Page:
My social media reminders reminded me that apparently it has been one whole year since Haus Meister brought home the box of chicks from the hardware store. I thought for a moment that it couldn’t be, but yes, it was ten days from our move-in day… we still didn’t have our furniture then… the movers would place things, with a chuckle, around the makeshift brooder we set up in the basement. So, on that note, how about a look at the animals on the farm?

And may I add a laugh on me? When the last of the corgyn fellowship passed away in Sept. 2017, having slipped a disc in his back after jumping out of the bathtub and never recovering, I was DONE with pets. I said we would not have another pet until Bright Eyes was in kindergarten. Of course, I had seen Fredregar killed in a hit-and-run just in front of our mailbox in 2011; the black labrador rescue gone sour the same year; my favorite corgi Meriadoc died in front of me after a cruciatus tear to his knee exacerbated an abdominal condition in 2015; and then Pippin… well, it was quits for me and the animal kingdom.

Until December, when we visited a farm owned by some friends, and Sunshine picked up a cat. Fortunately, she alighted upon the most placid cat in existence who didn’t mind a bit that this strange girl was carrying it around everywhere while she visited. Sunshine decided from that afternoon that we, also, needed a cat. She repeated this often. She went on walks in the neighborhood looking for a stray to rehome. We didn’t think cat + move = good idea, so we tried promising a cat AFTER the move. The second time she went in search of a stray, we decided it was time to just adopt a cat.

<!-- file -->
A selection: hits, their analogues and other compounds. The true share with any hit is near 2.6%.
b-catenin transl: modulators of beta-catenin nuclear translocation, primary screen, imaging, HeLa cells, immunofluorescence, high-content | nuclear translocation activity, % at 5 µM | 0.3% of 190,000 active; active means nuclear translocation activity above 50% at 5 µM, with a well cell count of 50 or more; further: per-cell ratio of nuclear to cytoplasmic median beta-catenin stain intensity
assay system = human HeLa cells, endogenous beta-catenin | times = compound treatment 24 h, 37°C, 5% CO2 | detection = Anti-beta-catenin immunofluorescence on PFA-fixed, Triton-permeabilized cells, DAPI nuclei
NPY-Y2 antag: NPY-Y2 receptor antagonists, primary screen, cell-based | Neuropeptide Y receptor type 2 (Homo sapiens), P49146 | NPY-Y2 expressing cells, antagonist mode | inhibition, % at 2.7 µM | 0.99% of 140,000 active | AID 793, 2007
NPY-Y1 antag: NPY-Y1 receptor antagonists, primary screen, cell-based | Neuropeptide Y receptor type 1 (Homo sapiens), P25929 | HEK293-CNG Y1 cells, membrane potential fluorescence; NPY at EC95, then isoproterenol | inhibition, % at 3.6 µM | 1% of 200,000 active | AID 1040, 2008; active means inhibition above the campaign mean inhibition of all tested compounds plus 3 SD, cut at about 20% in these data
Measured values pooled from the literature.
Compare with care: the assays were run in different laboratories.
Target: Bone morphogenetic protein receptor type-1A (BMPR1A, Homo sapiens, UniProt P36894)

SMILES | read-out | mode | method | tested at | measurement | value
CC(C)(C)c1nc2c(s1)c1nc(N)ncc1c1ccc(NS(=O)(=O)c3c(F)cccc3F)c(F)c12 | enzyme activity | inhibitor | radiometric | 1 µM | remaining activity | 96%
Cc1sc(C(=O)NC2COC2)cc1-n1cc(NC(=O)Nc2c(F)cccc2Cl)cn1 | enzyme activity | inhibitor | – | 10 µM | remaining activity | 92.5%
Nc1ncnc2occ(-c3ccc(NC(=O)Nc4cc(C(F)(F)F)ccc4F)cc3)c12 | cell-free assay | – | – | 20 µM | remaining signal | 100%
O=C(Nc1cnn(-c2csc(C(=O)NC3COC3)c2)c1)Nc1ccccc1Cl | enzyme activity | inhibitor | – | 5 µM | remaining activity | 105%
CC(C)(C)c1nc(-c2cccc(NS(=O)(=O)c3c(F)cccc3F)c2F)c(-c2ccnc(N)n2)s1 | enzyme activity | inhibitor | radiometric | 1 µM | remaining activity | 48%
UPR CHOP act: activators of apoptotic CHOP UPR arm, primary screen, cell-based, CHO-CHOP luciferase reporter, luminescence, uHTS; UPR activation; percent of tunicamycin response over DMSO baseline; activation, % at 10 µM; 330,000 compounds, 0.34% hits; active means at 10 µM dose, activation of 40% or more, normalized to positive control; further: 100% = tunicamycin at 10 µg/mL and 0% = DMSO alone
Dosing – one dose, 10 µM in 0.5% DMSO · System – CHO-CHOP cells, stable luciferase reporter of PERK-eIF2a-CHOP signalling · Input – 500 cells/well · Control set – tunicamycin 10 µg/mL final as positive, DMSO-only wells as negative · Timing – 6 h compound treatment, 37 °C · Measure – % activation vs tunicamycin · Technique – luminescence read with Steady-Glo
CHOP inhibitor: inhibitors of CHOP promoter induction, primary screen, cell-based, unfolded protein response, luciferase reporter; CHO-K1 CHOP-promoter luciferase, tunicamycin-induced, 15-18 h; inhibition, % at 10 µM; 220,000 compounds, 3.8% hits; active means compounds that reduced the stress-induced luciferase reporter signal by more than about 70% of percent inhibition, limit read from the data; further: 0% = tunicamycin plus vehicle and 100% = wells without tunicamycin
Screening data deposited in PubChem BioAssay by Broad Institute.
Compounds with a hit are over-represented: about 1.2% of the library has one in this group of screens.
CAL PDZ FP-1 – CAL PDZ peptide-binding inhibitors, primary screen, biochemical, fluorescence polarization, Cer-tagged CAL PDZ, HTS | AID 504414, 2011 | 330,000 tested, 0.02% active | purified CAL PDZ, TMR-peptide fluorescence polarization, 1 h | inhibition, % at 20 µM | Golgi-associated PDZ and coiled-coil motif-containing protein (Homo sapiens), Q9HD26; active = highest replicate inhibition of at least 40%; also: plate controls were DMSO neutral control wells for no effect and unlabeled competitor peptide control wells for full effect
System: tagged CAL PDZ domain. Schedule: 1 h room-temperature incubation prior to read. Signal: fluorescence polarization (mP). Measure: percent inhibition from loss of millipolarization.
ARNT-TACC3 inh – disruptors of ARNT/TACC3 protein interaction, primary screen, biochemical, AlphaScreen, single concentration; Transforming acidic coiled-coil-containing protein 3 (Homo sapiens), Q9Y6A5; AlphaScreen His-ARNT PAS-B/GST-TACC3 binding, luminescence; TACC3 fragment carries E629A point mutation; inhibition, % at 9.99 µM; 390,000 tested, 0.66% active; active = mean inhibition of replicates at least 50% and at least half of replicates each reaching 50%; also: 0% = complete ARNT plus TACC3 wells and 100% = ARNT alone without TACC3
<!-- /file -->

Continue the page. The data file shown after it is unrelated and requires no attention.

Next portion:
Guarding his domain? Or sleeping in the late afternoon?

Here comes the laugh on me. March 3, 2018, enter Bilbo. He was a sweet, quiet kitten for about five days but ended up being an agile, hilarious critter. He likes warm hearths, warm blankets, or warm windowsills bathed in sunshine. He also likes to attack when least expected, or when we are showing the slightest attention to the outdoor cat. When seated, he resembles some Egyptian statue and wants us to recall that his ancestors were worshipped as gods. He thinks he’s fierce, but he also has only brought home one rodent and a pile of crickets. He also hogs the dryer top in the wintertime.